Goethe: Faust (1832)

Faust has sold his soul to the devil, Mephistopheles, in return for riches and, in this scene, women.

Faust, then Margareta passing by.

FAUST. Pray take my arm, fair lady.

Let me dare To give you escort homeward, if I may.

MARGARETA. No ladyship am I, nor am I fair,

And need no escort, Sir, to find my way. (Exit.)

FAUST. By Heaven, there goes a maid of rarest beauty:

I never saw a girl more exquisite,

With such an air of goodness and of duty,

And yet the mettle of a lively wit.

Her cheek's soft light, the crimson of her lips,

Will shine for me, outlasting time's eclipse:

For on my soul she printed, as she passed,

Her looks so tender-eyed and so downcast;

And in her brevity, when she replied,

She seemed enchanting youth personified. (Mephistopheles enters.)

Listen! The girl, go win her, Sir, for me!

MEPHISTOPHELES. The girl—what girl?

FAUST. That passed just now.

MEPHISTOPHELES.  She's just been to her priest, in penitence.

Confessing sins; and he absolved the lot.

I overheard her, lurking round the spot, 

And know her for a thing of innocence:

Sinless the girl attends confession-hour,

And over her the devil has no power.

FAUST. But, none the less, she must be turned fourteen.

MEPHISTOPHELES.  There speaks the lad who plays the libertine,

And thinks he has a right to every flower,

Knowing no grace or honourable name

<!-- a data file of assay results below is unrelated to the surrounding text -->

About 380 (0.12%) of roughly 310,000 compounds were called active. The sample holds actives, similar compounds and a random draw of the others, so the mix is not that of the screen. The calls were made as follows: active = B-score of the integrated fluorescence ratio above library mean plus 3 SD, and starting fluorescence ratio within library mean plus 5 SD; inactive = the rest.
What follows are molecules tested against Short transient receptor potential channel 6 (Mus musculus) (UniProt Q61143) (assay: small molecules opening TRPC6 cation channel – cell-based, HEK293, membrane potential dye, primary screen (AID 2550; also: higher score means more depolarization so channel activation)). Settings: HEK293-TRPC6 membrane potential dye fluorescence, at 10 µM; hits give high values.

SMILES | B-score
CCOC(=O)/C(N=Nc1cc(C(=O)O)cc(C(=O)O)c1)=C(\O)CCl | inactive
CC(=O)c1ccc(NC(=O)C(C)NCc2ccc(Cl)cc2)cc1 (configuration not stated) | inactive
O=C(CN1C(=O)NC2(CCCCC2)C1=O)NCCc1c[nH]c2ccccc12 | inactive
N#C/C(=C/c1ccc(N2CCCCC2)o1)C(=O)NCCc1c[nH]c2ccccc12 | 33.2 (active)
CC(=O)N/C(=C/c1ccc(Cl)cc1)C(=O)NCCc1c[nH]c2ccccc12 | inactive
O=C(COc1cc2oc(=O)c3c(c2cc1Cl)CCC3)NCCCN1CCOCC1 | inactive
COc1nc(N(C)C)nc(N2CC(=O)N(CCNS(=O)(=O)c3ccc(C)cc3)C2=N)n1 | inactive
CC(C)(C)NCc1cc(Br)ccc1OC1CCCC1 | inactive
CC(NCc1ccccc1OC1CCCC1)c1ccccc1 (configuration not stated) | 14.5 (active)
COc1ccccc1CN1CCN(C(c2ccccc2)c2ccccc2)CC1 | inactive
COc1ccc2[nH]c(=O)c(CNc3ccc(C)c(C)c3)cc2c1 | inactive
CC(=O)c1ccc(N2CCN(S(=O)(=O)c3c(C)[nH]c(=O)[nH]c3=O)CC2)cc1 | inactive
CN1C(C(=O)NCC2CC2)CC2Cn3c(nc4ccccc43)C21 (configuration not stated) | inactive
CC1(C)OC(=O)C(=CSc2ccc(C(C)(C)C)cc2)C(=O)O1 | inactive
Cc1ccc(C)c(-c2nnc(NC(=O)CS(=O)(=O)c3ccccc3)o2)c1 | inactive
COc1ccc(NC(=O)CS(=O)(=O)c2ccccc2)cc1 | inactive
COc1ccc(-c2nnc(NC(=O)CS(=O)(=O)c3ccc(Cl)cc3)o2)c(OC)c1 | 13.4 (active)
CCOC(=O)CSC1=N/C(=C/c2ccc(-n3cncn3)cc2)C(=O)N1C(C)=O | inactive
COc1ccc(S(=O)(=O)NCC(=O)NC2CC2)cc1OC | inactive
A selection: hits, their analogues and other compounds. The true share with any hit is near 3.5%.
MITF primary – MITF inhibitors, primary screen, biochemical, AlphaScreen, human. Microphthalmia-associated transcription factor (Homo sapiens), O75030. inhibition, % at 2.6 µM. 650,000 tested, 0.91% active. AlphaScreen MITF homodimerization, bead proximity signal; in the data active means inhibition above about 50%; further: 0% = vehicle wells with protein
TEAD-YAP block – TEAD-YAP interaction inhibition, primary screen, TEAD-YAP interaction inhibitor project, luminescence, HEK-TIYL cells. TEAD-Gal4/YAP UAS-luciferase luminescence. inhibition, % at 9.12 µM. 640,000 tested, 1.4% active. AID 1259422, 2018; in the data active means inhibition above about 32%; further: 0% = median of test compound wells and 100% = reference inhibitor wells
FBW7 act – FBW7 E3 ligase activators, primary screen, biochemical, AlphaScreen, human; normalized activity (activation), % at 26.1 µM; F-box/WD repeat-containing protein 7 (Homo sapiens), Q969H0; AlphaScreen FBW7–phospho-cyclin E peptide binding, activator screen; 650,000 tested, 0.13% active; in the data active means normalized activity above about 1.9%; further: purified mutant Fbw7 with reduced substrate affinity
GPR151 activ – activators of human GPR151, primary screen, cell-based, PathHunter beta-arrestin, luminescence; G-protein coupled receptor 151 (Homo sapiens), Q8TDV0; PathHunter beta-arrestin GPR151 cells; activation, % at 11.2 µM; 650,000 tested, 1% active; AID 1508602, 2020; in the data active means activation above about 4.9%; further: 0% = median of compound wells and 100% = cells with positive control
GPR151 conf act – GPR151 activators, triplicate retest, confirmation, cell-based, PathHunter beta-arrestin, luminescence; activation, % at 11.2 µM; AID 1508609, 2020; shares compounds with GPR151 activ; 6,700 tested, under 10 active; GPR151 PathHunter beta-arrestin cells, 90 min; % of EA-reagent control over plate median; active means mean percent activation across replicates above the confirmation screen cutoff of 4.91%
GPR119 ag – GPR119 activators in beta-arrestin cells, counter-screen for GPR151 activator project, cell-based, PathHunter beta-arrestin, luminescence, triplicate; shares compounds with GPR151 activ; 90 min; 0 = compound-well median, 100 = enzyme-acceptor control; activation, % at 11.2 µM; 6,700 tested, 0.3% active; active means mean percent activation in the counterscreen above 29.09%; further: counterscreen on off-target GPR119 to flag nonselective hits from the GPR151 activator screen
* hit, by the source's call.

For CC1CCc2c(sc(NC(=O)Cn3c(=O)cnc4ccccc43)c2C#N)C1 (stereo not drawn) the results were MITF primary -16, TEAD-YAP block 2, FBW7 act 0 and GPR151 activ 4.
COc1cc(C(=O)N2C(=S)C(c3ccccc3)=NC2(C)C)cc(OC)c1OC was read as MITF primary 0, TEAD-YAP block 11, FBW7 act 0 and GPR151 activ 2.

Beyond his reach, to pluck it and devour

It often can't be done, Sir, all the same.

FAUST. Spare me, Professor Plausible, your saws

And plaguey discourse on the moral laws.

To cut the story short, I tell you plain,

Unless her sweet young loveliness has lain

Within my arms' embrace this very night,

The stroke of twelve shall end our pact outright.

MEPHISTOPHELES.  Consider the requirements of the case:

A fortnight is the minimum of space,

To engineer the proper time and place.

FAUST. Give me the girl and seven hours of grace

I wouldn't ask the devil for assistance

To overcome the little thing's resistance.

MEPHISTOPHELES.  Quite like a rake of Paris, Sir, already!

But I advise a strategy more steady,

For what's the good of snatching at your joy?

The pleasure's far more wonderful, my boy,

If first you make a dainty to and fro,

Prepare the darling with love's puppet-show,

And pet her, like your novelistic stallions,

After the manner of the best Italians.

FAUST. That's nothing to the hunger of my heart.


 Pray hear me now, Sir, pleasantry apart,

 I tell you once for all, that lovely girl

 Is never to be taken in a whirl.

 We stand to lose by forcing of the pace,

 When gentle subterfuge would meet our case.

FAUST. Get me a trifle from that angel's nest,

Or lead me to the dwelling of my dove !

Get me the kerchief that has touched her breast,

Or bring her girdle for my thoughts of love!


To prove to you the loyalty and zeal

With which I serve the passion that you feel,

I'll guide your eager steps without delay,

And you shall stand within her room this day.

FAUST. And shall I see her? - have her?

MEPHISTOPHELES.  No, good Sir, She's on a visit to a cottager;

But you, meanwhile, may pass sweet hours away

And breathe her aura to your heart's content,

And nurse the thoughts of love's enravishment.

FAUST. Can we go now?

MEPHISTOPHELES.   It is too early yet.

FAUST.  Prepare a gift, the best that wealth can get. (Exit.)


Presents, so soon? - He'll win her, past a doubt!

Full many a pretty place I know

With treasure buried long ago,

I'll go and get the baubles sorted out.

Question:  What values are being explored in this excerpt?